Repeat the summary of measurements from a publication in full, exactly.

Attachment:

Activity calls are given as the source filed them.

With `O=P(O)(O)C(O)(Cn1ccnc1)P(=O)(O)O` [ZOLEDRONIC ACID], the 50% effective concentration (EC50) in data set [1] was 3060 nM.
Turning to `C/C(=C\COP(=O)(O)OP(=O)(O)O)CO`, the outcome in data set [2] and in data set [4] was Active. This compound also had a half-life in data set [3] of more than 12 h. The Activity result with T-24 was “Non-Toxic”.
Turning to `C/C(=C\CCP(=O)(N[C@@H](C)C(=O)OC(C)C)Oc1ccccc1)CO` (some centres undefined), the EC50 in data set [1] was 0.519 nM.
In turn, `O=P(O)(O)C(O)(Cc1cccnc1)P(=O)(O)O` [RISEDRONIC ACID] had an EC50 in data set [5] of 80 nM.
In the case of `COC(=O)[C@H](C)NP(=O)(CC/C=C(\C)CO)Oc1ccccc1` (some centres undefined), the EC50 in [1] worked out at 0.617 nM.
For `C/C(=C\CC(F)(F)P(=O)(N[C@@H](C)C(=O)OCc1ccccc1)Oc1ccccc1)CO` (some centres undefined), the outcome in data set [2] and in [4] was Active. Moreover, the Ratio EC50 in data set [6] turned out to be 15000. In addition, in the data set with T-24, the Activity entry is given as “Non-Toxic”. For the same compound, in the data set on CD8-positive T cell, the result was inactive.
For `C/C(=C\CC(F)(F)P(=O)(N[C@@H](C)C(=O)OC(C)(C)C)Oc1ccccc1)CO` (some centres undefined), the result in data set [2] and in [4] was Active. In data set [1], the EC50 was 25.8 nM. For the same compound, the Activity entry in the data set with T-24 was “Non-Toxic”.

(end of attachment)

Activity calls are given as the source filed them.

With `O=P(O)(O)C(O)(Cn1ccnc1)P(=O)(O)O` [ZOLEDRONIC ACID], the 50% effective concentration (EC50) in data set [1] was 3060 nM.
Turning to `C/C(=C\COP(=O)(O)OP(=O)(O)O)CO`, the outcome in data set [2] and in data set [4] was Active. This compound also had a half-life in data set [3] of more than 12 h. The Activity result with T-24 was “Non-Toxic”.
Turning to `C/C(=C\CCP(=O)(N[C@@H](C)C(=O)OC(C)C)Oc1ccccc1)CO` (some centres undefined), the EC50 in data set [1] was 0.519 nM.
In turn, `O=P(O)(O)C(O)(Cc1cccnc1)P(=O)(O)O` [RISEDRONIC ACID] had an EC50 in data set [5] of 80 nM.
In the case of `COC(=O)[C@H](C)NP(=O)(CC/C=C(\C)CO)Oc1ccccc1` (some centres undefined), the EC50 in [1] worked out at 0.617 nM.
For `C/C(=C\CC(F)(F)P(=O)(N[C@@H](C)C(=O)OCc1ccccc1)Oc1ccccc1)CO` (some centres undefined), the outcome in data set [2] and in [4] was Active. Moreover, the Ratio EC50 in data set [6] turned out to be 15000. In addition, in the data set with T-24, the Activity entry is given as “Non-Toxic”. For the same compound, in the data set on CD8-positive T cell, the result was inactive.
For `C/C(=C\CC(F)(F)P(=O)(N[C@@H](C)C(=O)OC(C)(C)C)Oc1ccccc1)CO` (some centres undefined), the result in data set [2] and in [4] was Active. In data set [1], the EC50 was 25.8 nM. For the same compound, the Activity entry in the data set with T-24 was “Non-Toxic”.